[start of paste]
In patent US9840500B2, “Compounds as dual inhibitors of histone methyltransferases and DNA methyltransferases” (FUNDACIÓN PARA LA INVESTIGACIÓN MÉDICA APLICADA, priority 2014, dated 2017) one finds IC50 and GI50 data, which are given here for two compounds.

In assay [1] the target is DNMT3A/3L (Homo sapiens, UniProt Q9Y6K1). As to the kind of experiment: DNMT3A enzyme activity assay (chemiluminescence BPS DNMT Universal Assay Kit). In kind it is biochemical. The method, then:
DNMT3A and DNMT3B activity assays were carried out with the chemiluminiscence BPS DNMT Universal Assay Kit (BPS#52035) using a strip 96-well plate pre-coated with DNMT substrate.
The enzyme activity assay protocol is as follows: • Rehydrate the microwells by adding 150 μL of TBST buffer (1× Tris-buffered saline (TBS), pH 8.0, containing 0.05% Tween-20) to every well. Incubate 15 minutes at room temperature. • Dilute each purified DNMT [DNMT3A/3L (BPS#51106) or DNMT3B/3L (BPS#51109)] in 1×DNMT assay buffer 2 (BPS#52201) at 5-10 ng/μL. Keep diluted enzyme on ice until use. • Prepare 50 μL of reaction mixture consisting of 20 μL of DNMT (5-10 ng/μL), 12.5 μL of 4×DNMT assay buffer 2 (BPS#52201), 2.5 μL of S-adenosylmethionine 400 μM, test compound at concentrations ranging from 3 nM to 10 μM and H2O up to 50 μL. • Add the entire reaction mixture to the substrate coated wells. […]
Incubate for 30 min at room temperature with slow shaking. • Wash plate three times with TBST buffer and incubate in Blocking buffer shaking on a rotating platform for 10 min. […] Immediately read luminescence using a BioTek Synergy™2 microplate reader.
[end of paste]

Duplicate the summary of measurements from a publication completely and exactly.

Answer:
In patent US9840500B2, “Compounds as dual inhibitors of histone methyltransferases and DNA methyltransferases” (FUNDACIÓN PARA LA INVESTIGACIÓN MÉDICA APLICADA, priority 2014, dated 2017) one finds IC50 and GI50 data, which are given here for two compounds.

In assay [1] the target is DNMT3A/3L (Homo sapiens, UniProt Q9Y6K1). As to the kind of experiment: DNMT3A enzyme activity assay (chemiluminescence BPS DNMT Universal Assay Kit). In kind it is biochemical. The method, then:
DNMT3A and DNMT3B activity assays were carried out with the chemiluminiscence BPS DNMT Universal Assay Kit (BPS#52035) using a strip 96-well plate pre-coated with DNMT substrate.
The enzyme activity assay protocol is as follows: • Rehydrate the microwells by adding 150 μL of TBST buffer (1× Tris-buffered saline (TBS), pH 8.0, containing 0.05% Tween-20) to every well. Incubate 15 minutes at room temperature. • Dilute each purified DNMT [DNMT3A/3L (BPS#51106) or DNMT3B/3L (BPS#51109)] in 1×DNMT assay buffer 2 (BPS#52201) at 5-10 ng/μL. Keep diluted enzyme on ice until use. • Prepare 50 μL of reaction mixture consisting of 20 μL of DNMT (5-10 ng/μL), 12.5 μL of 4×DNMT assay buffer 2 (BPS#52201), 2.5 μL of S-adenosylmethionine 400 μM, test compound at concentrations ranging from 3 nM to 10 μM and H2O up to 50 μL. • Add the entire reaction mixture to the substrate coated wells. […]
Incubate for 30 min at room temperature with slow shaking. • Wash plate three times with TBST buffer and incubate in Blocking buffer shaking on a rotating platform for 10 min. […] Immediately read luminescence using a BioTek Synergy™2 microplate reader.